2Heat Heat is the flow of energy from a cold object to a warmer one. Heat can be transferred by convection, conduction, or radiation
3Transfer of heat Conduction- Transfer of heat through direct contact Convection- Heat transfer through hot particles rising and cool particles fallingRadiation- Hot particles moving away from a reaction (like a fire).
5Heat in ReactionsEndothermic reactions absorb heat from surroundings. Examples: melting ice, evaporating liquidExothermic reactions give off heat. Examples: fire/combustion, condensation of liquids
6Potential and Kinetic Energy Kinetic energy is energy of motionWhen an object is in a high place it has potential energy because of gravityWhen it gains speed as it falls it converts potential energy to kinetic energy.Photo: University of Richmond
7Chemical EnergyChemical energy is potential energy that could be converted to other types or energy by chemical reactionChemical energy of food can be converted to kinetic energy (movement) by cells in the bodyCombustible materials contain chemical energy that is given off when they burn
8Photo: TheDailyNathan Mechanical EnergySum of potential and kinetic energyRemains constant: potential energy is converted to kinetic energy and back.Photo: TheDailyNathan
9Sources of Energy: The Sun Heat energy radiates from sun and is absorbed in solar panelsMethod of energy production that reduces pollutionSustainable, but reliant on sunlight
10Sources of Energy: Fossil Fuels Oil, Coal and Natural Gas are mined or drilled and burnt, producing energyFossil Fuels may not be sustainable because there is a finite amountFossil fuels produce pollution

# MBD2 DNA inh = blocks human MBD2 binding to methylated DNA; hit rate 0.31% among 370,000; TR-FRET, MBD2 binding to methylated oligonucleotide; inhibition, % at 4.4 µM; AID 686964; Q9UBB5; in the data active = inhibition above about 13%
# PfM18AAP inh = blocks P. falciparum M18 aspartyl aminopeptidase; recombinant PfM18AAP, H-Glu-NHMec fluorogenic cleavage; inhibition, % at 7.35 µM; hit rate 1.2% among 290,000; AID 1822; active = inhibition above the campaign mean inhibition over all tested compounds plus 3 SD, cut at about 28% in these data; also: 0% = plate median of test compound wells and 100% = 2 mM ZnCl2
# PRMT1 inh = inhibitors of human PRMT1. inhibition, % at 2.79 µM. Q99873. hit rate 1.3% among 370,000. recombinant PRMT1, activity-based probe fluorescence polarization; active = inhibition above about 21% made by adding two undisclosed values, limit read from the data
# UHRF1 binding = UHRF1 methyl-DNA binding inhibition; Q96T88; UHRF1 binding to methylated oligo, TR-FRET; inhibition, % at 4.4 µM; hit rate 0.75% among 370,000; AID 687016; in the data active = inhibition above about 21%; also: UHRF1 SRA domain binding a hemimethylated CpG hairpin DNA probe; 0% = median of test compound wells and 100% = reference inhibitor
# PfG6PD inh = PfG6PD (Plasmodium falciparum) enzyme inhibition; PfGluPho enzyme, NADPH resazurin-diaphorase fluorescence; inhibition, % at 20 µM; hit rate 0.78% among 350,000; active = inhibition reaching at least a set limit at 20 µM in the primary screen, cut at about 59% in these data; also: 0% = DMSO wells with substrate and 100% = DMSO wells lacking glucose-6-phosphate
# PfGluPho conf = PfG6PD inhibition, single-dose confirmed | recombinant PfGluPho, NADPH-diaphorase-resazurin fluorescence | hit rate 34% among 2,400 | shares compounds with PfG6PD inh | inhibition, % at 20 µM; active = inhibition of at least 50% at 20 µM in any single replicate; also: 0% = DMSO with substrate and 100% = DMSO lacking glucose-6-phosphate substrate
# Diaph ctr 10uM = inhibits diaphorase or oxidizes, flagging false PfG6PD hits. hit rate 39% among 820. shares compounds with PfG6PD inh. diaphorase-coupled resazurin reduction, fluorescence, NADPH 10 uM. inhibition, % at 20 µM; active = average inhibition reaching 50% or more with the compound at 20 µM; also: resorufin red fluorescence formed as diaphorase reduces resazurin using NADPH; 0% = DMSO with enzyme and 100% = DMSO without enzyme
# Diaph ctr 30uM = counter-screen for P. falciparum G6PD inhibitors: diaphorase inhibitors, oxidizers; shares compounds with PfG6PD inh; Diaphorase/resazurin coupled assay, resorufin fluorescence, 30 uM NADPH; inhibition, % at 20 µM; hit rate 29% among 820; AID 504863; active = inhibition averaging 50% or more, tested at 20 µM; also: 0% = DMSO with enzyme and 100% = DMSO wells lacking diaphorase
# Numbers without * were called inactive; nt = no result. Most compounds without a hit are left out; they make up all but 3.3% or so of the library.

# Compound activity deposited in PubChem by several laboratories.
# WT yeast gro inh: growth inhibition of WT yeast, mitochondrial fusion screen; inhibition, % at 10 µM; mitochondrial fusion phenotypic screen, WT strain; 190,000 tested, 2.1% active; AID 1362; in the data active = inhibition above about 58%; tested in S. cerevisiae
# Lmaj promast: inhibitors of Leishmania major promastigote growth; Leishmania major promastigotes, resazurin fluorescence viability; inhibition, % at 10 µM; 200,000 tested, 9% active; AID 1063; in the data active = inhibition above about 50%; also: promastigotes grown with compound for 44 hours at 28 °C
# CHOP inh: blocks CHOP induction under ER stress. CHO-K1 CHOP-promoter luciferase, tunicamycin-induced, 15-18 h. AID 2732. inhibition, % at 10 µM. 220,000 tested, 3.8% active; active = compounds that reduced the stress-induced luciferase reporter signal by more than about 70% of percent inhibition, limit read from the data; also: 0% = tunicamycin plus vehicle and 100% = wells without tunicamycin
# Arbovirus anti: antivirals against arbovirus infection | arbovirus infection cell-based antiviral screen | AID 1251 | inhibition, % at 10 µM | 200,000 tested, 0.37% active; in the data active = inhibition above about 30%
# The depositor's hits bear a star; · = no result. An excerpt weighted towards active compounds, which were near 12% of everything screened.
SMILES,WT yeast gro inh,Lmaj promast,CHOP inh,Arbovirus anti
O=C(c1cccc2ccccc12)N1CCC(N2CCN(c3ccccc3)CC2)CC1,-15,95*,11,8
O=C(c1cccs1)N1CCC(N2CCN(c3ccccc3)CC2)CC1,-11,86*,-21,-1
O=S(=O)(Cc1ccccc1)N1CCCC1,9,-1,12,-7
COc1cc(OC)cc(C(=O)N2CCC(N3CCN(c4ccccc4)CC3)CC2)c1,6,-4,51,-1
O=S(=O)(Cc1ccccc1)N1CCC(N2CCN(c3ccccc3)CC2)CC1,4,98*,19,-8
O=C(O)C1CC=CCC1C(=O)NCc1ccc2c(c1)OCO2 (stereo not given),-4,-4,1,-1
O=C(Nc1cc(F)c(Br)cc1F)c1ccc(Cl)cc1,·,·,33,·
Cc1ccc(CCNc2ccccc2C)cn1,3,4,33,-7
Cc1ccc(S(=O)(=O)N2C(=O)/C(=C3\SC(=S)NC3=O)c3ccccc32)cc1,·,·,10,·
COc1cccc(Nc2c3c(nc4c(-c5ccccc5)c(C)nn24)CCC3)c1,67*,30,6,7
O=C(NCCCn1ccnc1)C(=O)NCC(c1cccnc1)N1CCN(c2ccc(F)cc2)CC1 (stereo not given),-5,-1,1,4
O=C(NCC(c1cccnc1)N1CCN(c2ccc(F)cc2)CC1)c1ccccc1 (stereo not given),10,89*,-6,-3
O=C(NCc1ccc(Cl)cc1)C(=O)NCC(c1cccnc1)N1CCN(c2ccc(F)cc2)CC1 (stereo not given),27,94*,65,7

11Sources of Energy: Nuclear Splitting an atom (nuclear fission) gives off heat in a reaction and the energy is harnessedSustainable, but does produce some nuclear wasteThreat of accidents (Chernobyl/Fukushima)
12Waves Waves transfer energy Electromagnetic waves transfer energy by vibration of electric and magnetic fieldsWater waves transfer energy by moving particles of waterSound waves are movement of particles transmitting sound
13Parts of a Wave Wavelength: Distance between waves Amplitude: Height of wavesFrequency: How many waves occur in a time frameHigher wavelength means lower frequency.
15Forces in PhysicsSpeed: Distance traveled in a period of time (magnitude of velocity)Velocity: Speed moved in a directionAcceleration: rate of increase of velocityMomentum: mass of an object times the velocity. A large object has more momentum than a small one moving at the same velocity
16Collisions Collisions are a transfer of momentum When vehicles in motion collide, a change in momentum of one vehicle is met by a change in momentum of the other vehicle.
17Newton’s Three Laws1. Objects in motion stay in motion unless an external force is applied (law of inertia)2. Force is equal to mass times acceleration (F=ma)3. Every action has an equal and opposite reaction.
18Gravity Physical bodies attract each other Gravity on Earth is why things fall and have weightFalling objects all accelerate at the same rateAcceleration due to gravity is about 9.8 m/s2
19Photo: Richmond Times-Dispatch WorkWhen a force does work, it acts on a body and moves (or displaces) itWork is measured in joulesWork equals force times displacement (W=fd)Photo: Richmond Times-Dispatch
21Structure of matter Atom is the smallest unit of matter Atoms consist of a nucleus with protons and neutrons surrounded by a field of electronsAtoms group together to form moleculesimage: Fastfission
22States of Matter Solid, liquid, gas and plasma States change when temperature changesAs states of matter change molecules get further apart and move around more easily
23Density The amount of mass a substance has per its volume (D=m/V) In liquid or gas form, less dense substances float on more dense substances
24Chemical EquationsShow a chemical reaction using chemical abbreviations2HCl + 2Na -> 2NaCl + H22 atoms hydrochloric acid (HCl) react with 2 atoms sodium (Na) to create 2 atoms salt (NaCl) and Hydrogen (H2)Nothing is wasted- everything on one side is on the otherSometimes energy is given off
25SolubilityAbility for a substance (the solute) to dissolve into another substance (the solvent)Once dissolved, a solution is formedIncreasing heat of the solvent allows more of the solute to dissolve- like dissolving sugar in tea